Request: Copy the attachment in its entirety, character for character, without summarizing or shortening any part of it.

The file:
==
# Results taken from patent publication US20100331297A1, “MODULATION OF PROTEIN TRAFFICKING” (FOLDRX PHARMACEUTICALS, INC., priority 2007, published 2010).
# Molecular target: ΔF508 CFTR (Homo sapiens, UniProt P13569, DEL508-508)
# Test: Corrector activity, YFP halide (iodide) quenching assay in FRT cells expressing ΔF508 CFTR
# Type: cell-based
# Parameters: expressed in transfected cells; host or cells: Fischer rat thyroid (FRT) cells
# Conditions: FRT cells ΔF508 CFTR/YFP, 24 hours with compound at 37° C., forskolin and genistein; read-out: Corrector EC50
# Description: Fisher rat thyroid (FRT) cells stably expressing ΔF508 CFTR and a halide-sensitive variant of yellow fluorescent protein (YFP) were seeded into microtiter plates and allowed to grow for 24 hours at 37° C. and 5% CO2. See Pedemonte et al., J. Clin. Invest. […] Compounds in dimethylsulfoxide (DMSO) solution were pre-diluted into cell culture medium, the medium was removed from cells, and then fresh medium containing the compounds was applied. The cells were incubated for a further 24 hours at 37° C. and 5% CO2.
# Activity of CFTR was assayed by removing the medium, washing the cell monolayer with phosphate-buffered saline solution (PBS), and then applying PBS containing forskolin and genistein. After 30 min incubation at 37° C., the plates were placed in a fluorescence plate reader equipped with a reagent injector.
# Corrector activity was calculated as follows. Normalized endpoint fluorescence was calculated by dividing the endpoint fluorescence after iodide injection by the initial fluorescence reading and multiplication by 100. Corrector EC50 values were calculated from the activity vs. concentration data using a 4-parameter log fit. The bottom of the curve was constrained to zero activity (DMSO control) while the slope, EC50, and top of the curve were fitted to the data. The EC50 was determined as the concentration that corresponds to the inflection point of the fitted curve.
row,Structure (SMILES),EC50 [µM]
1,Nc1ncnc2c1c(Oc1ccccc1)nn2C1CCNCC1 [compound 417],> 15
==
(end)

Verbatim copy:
# Results taken from patent publication US20100331297A1, “MODULATION OF PROTEIN TRAFFICKING” (FOLDRX PHARMACEUTICALS, INC., priority 2007, published 2010).
# Molecular target: ΔF508 CFTR (Homo sapiens, UniProt P13569, DEL508-508)
# Test: Corrector activity, YFP halide (iodide) quenching assay in FRT cells expressing ΔF508 CFTR
# Type: cell-based
# Parameters: expressed in transfected cells; host or cells: Fischer rat thyroid (FRT) cells
# Conditions: FRT cells ΔF508 CFTR/YFP, 24 hours with compound at 37° C., forskolin and genistein; read-out: Corrector EC50
# Description: Fisher rat thyroid (FRT) cells stably expressing ΔF508 CFTR and a halide-sensitive variant of yellow fluorescent protein (YFP) were seeded into microtiter plates and allowed to grow for 24 hours at 37° C. and 5% CO2. See Pedemonte et al., J. Clin. Invest. […] Compounds in dimethylsulfoxide (DMSO) solution were pre-diluted into cell culture medium, the medium was removed from cells, and then fresh medium containing the compounds was applied. The cells were incubated for a further 24 hours at 37° C. and 5% CO2.
# Activity of CFTR was assayed by removing the medium, washing the cell monolayer with phosphate-buffered saline solution (PBS), and then applying PBS containing forskolin and genistein. After 30 min incubation at 37° C., the plates were placed in a fluorescence plate reader equipped with a reagent injector.
# Corrector activity was calculated as follows. Normalized endpoint fluorescence was calculated by dividing the endpoint fluorescence after iodide injection by the initial fluorescence reading and multiplication by 100. Corrector EC50 values were calculated from the activity vs. concentration data using a 4-parameter log fit. The bottom of the curve was constrained to zero activity (DMSO control) while the slope, EC50, and top of the curve were fitted to the data. The EC50 was determined as the concentration that corresponds to the inflection point of the fitted curve.
row,Structure (SMILES),EC50 [µM]
1,Nc1ncnc2c1c(Oc1ccccc1)nn2C1CCNCC1 [compound 417],> 15